I wrote a piece for Forbes explaining that contrary to what many analysts say, the enormous investments in infrastructure in China will be good for the economy and also visionary on the part of China’s leadership: http://www.forbes.com/sites/annlee/2012/07/22/why-chinas-high-investment-levels-wont-hurt-them/
The Chicago Tribune writes about the pitfalls of the EB-5 visa program and quotes my opinion about the state of its execution thus far.
In his State of the Union Address President Obama had this to say about China:
Tonight, I’m announcing the creation of a Trade Enforcement Unit that will be charged with investigating unfair trade practices in countries like China. There will be more inspections to prevent counterfeit or unsafe goods from crossing our borders. And this Congress should make sure that no foreign company has an advantage over American manufacturing when it comes to accessing finance or new markets like Russia. Our workers are the most productive on Earth, and if the playing field is level, I promise you – America will always win.
Now, I don’t endorse counterfeit goods, but counterfeit and unsafe products coming from China constitute a very small percentage of the industries that affect US employment. According to the United Nations on Drug and Crime, in FY 2009, mainland China was the source of $205 million worth of goods seized in the United States. However, the size of the U.S. economy is over $14 trillion. Continue reading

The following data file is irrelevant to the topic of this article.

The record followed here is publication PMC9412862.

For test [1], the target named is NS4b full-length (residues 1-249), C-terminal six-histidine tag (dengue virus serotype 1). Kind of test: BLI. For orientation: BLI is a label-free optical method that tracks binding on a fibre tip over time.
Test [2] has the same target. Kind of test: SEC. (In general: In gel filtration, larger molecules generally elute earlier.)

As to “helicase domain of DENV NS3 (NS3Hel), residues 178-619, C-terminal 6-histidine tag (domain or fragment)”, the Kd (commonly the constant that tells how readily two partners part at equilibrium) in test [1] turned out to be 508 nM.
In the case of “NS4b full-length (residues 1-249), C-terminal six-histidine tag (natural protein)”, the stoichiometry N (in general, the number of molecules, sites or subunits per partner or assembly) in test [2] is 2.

In a recent piece published on the MSNBC website, http://www.msnbc.msn.com/id/45614308/ns/business-world_business/#.Tua1aXJSn6A, the journalists insinuate that developing a working partnership with China cannot work. Their presentation of the arguments, however, are very one-sided (surprise, surprise). Below is what they fail to mention:
“But Made in China has hastened the decline of U.S. manufacturing. Factory jobs have shrunk in number by 25 percent the past decade to 11.5 million today, and average factory wages adjusted for inflation have virtually stagnated.” No, factory jobs have been declining everywhere in the world, including China, because technology advancement is replacing humans in virtually every sector where repetitive activity exists. Average factory wages may have stagnated, but so have wages in most sectors in the U.S., even if they’re not outsourced. Continue reading